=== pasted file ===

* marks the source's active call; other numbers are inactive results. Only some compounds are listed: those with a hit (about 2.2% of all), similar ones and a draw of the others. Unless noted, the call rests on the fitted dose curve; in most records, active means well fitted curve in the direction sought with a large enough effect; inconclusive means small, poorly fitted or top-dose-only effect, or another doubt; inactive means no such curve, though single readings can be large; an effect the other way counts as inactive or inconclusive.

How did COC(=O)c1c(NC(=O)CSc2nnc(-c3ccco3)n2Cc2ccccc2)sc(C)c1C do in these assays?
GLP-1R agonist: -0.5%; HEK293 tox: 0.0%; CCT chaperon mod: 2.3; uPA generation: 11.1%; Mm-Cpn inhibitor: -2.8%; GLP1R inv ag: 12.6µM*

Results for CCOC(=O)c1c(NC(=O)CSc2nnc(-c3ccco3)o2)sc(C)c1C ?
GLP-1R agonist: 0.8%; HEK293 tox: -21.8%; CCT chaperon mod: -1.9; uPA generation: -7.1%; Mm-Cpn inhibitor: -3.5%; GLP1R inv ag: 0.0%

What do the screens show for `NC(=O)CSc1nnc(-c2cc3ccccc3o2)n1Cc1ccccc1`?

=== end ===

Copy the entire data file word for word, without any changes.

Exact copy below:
* marks the source's active call; other numbers are inactive results. Only some compounds are listed: those with a hit (about 2.2% of all), similar ones and a draw of the others. Unless noted, the call rests on the fitted dose curve; in most records, active means well fitted curve in the direction sought with a large enough effect; inconclusive means small, poorly fitted or top-dose-only effect, or another doubt; inactive means no such curve, though single readings can be large; an effect the other way counts as inactive or inconclusive.

How did COC(=O)c1c(NC(=O)CSc2nnc(-c3ccco3)n2Cc2ccccc2)sc(C)c1C do in these assays?
GLP-1R agonist: -0.5%; HEK293 tox: 0.0%; CCT chaperon mod: 2.3; uPA generation: 11.1%; Mm-Cpn inhibitor: -2.8%; GLP1R inv ag: 12.6µM*

Results for CCOC(=O)c1c(NC(=O)CSc2nnc(-c3ccco3)o2)sc(C)c1C ?
GLP-1R agonist: 0.8%; HEK293 tox: -21.8%; CCT chaperon mod: -1.9; uPA generation: -7.1%; Mm-Cpn inhibitor: -3.5%; GLP1R inv ag: 0.0%

What do the screens show for `NC(=O)CSc1nnc(-c2cc3ccccc3o2)n1Cc1ccccc1`?